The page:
Vincent Safuto’s Weblog

Notes and observations

The paradox of becoming educated

Recent news at the newspaper where I work caused me to think a lot about education, and my past efforts to improve myself and my lot in life.

A top person at Florida Polytechnic University recently took the top job at Palm Beach State College, one of my alma maters. I graduated from PBSC, as it’s known now, when it was Palm Beach Community College, and attending the place was one of the greatest things I ever did. At a time in my life when so many wanted me to fail and so few wanted me to succeed, I succeeded brilliantly and moved on to Florida Atlantic University to finish my bachelor’s degree.

But the seeds of that achievement were planted by the dedicated teachers at Palm Beach Community College.

There’s a tendency in some segments of society to dismiss educated people and people seeking to improve themselves through education through a variety of dismissive and abusive terms and phrases. Believe me, I’ve heard them all and nearly all were directed at me at some time in my life. Even the venerable high school diploma can, in the right hands, be dismissed as a waste of time.

I first became aware of this derisive attitude when I reported to my first duty station in the Marine Corps in early 1979. I had finished basic training at Parris Island, then aviation and electronics training at the naval air station at Millington, Tenn., and was sent to Marine Corps Air Station El Toro, Calif., to get my next assignment.

It was an adventure for me. I flew on a 747 from New York to Los Angeles, and the plane blew several main landing gear tires on touchdown. We taxied to the gate and debarked, and saw the rubberized mess that was the planes’ main landing gear.

At El Toro, I learned that I would be going to Marine Corps Air Station Yuma in Arizona, and after a couple of weeks was given a ticket on a flight to Yuma. It was a night flight, and I remember looking out and wondering just where we were. It was pitch black outside. The plane landed and I eventually found myself at the receiving barracks. Mind you, it was a Saturday night, and the duty Staff NCO was watching a TV show that featured Prince.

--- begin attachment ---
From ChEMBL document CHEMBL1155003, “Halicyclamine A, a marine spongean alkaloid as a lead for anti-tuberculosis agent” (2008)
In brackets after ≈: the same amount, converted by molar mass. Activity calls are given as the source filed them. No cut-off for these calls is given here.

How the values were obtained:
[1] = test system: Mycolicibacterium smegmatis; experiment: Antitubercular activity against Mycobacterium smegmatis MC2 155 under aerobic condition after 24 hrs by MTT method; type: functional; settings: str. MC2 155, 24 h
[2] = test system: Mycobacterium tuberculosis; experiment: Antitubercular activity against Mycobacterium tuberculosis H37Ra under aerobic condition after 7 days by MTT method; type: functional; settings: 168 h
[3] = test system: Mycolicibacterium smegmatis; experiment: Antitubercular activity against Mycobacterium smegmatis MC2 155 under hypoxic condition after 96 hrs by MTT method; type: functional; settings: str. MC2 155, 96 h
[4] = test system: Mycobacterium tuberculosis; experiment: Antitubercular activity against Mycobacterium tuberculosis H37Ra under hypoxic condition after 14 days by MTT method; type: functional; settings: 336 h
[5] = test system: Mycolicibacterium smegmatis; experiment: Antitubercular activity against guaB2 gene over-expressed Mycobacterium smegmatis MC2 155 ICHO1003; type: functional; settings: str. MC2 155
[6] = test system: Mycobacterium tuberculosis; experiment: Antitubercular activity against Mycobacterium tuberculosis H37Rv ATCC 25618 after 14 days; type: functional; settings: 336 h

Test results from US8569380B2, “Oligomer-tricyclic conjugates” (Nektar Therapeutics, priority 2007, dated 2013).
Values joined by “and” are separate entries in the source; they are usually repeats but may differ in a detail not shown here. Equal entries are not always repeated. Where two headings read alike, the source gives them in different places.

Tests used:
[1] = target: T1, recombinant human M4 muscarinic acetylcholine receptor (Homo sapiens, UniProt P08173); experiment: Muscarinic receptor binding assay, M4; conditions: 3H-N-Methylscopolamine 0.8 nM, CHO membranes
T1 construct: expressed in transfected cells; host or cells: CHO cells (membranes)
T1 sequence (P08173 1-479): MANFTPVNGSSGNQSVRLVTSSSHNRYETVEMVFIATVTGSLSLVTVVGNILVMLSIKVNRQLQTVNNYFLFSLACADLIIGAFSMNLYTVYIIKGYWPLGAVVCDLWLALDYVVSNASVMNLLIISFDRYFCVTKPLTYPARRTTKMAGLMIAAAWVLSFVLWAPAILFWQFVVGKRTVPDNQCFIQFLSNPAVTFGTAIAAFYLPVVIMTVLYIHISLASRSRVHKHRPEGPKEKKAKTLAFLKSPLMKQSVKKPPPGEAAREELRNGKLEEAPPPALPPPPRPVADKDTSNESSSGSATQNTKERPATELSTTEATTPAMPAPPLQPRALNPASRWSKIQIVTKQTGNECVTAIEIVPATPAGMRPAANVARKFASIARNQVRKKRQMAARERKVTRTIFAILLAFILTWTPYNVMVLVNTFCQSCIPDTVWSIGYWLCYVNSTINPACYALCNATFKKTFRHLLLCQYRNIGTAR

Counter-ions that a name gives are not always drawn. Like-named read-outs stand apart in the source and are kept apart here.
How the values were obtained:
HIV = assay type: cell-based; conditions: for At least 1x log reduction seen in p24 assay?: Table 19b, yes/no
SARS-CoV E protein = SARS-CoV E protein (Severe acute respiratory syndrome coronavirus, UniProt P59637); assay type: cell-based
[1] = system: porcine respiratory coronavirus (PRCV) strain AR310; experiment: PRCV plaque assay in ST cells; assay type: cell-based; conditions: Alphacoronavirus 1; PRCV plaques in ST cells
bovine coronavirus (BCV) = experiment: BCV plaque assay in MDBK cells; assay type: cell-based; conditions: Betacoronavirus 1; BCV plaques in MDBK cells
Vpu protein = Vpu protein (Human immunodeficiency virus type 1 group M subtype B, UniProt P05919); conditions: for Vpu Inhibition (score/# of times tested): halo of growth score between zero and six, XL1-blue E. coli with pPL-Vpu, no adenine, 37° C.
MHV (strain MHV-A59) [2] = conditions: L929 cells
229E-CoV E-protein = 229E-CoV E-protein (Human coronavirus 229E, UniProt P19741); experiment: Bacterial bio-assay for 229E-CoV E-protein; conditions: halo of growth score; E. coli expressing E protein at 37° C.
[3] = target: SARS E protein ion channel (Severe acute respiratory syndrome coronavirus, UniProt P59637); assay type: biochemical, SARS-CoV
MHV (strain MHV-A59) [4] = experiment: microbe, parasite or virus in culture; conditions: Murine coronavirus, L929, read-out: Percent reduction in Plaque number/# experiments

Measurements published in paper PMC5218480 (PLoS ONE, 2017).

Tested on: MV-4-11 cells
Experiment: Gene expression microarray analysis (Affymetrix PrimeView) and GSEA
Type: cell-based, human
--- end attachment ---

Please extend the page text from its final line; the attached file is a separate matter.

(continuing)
He checked me in, got me assigned to a barracks room and I settled in. On Monday morning, I reported to the famous Hootowl hangar at the base and began checking in to VMA-513, a Harrier squadron.

Upstairs in the hangar, where the administrative offices were, the mood was typical office of the late 1970s. I handed over my orders and my service record to a corporal who didn’t seem all that receptive to new arrivals. I was a private first class at the time, I think, and was used to being intimidated by people above me in rank.

The corporal flipped through the thin record, then stopped and looked at something.

He looked up at me and declared, “Well, just because you have a high school diploma doesn’t mean you have any common sense.”

I was stunned. I hadn’t done more than hand over my papers, and suddenly judgment was passed.

I figured that the corporal was probably a high school dropout – as was common at the time – and he was just establishing that while I might have the piece of paper, he had the rank. So there.

A few weeks later, I was up in the administrative offices for something and I noticed that he had taken a magazine page, cut it out and taped it next to his desk on a wall. Hustler magazine then had a feature called “Asshole of the Month,” spotlighting some politician who had earned the ire of publisher Larry Flynt. Taped over the caricature of a politician was a picture of me, taken for a new ID card. He must have grabbed the second shot taken and appropriated it.

I could never understand the reason for this hostility. I mean, I didn’t brag about my educational accomplishments to him. Maybe others hurt him and he realized that I couldn’t fight back so he targeted me, or maybe he targeted others, too.

The military is notorious for the ridicule heaped on educated troops, especially if they are enlisteds with either some college or an actual college degree. A familiar taunt aimed at those who try to act above the lowest military station in life is, “If you’re so smart, why are you in the Army (Navy, Air Force, Coast Guard, etc.)”

Indeed, showing too much intelligence could border on insubordination, and some folks hid their intelligence, though it hurt them, to be more acceptable to their superiors.

I found it odd that this also happened in the Postal Service.